The Viet Nam National Coal, Mineral Industries Holding Corporation (Vinacomin) has petitioned the Government to reduced the coal export tax from 20 to 10 per cent this year to help the corporation avoid further losses.
HA NOI —
|A conveyor belt transports coal at the Viet Nam National Coal, Mineral Industries Corporation. The company has asked the Government to reduce export taxes to avoid losses. — VNA/VNS Photo Minh Dong |
As of last month, coal stockpiles had reached 8.5 million tonnes, according to Nguyen Van Bien, deputy general director of Vinacomin. Despite this, Bien said Vinacomin had incurred losses of VND8 trillion (US$380 million) every year on average for several years, because it sells coal for power production at below market prices under a Government subsidy programme.
Importers still wanted to buy coal from Viet Nam but offered buying prices lower than the production cost, said Bien. "As a result, Vinacomin dare not continue signing new export contracts because we're afraid of suffering further losses," said Bien.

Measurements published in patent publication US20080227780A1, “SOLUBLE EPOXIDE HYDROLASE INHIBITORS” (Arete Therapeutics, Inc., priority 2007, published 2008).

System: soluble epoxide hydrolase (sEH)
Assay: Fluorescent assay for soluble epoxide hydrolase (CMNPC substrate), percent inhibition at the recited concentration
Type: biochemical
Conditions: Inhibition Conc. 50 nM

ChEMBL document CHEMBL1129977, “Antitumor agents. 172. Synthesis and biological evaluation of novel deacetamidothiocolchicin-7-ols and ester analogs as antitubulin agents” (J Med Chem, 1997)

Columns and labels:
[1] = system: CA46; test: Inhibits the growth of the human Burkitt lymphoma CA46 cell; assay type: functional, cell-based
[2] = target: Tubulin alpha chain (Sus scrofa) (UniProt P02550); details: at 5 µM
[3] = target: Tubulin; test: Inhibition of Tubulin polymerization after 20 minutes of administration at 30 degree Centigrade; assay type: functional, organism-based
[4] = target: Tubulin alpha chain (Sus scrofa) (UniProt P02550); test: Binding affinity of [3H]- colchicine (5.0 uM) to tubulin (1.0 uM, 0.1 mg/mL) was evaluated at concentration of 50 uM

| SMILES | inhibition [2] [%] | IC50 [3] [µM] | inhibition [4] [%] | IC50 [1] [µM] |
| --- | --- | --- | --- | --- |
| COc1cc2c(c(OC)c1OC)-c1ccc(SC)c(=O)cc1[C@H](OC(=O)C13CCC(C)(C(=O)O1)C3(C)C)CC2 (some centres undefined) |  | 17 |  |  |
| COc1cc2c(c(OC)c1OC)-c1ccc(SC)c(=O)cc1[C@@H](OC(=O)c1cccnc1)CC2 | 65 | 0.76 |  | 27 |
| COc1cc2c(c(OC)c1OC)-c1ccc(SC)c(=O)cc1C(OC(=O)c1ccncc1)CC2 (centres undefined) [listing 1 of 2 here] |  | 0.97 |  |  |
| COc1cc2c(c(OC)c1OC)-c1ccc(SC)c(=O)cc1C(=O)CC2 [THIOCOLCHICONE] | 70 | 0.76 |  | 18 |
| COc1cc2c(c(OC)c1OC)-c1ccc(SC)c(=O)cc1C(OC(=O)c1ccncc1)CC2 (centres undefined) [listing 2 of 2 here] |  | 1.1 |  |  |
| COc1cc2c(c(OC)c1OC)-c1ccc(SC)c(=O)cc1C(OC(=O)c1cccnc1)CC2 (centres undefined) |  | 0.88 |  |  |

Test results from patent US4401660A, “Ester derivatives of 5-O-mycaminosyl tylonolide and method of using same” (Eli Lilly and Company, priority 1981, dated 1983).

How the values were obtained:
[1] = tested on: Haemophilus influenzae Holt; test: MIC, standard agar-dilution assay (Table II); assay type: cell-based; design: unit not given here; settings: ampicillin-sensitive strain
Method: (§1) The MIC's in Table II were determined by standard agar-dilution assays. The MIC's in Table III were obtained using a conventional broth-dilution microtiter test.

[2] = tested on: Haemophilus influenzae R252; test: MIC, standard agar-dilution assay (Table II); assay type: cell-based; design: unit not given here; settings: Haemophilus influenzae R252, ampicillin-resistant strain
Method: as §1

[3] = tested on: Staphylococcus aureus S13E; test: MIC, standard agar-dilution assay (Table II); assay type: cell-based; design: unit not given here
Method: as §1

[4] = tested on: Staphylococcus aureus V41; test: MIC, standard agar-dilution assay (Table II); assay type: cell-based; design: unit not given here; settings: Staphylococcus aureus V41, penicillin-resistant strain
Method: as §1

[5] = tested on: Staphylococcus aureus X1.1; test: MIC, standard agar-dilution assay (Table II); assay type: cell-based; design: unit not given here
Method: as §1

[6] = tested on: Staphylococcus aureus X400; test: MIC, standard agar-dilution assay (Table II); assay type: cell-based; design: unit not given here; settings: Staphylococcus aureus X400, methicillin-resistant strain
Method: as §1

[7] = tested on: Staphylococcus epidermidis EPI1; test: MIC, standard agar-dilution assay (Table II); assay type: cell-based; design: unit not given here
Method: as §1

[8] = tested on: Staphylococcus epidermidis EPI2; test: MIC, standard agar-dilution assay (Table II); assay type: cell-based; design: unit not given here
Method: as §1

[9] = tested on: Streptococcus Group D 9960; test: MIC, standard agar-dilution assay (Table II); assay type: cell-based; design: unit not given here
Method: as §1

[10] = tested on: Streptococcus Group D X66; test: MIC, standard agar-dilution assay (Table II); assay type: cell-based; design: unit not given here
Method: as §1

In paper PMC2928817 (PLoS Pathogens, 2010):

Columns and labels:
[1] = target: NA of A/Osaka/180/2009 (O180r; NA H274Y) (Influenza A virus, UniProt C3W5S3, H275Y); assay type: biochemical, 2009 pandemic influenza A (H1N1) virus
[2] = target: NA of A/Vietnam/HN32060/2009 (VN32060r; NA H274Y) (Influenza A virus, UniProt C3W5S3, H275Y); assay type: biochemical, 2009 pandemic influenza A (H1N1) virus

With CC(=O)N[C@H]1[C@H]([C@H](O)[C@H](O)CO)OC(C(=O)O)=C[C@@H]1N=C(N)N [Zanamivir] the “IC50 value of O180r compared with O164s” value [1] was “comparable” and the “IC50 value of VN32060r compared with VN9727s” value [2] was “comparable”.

In the first half of 2012, Vinacomin exported nearly 7 million tonnes of coal. But so far this month, it has exported only 250,000 tonnes of coal and has no more export orders.
"We anticipate that coal shipments in the remaining months of the year are likely to be low," Bien said.
He said one tonne of coal for export is subjected to many taxes, including valued added tax, natural resources tax, environment tax and exploration tax, which substantially inflate coal prices and make it extremely difficult to earn a profit.
Bien said Vinacomin wanted the Government to reduce the export tax by half to boost the coal sector. He said this could be a temporary measure that was still in line with the country's strategy to gradually minimise coal exports.
Viet Nam plans to gradually cut down on coal exports as local demand surges and supply declines. The Government policy is to ensure sufficient coal supply for the country, especially for the power sector. —VNS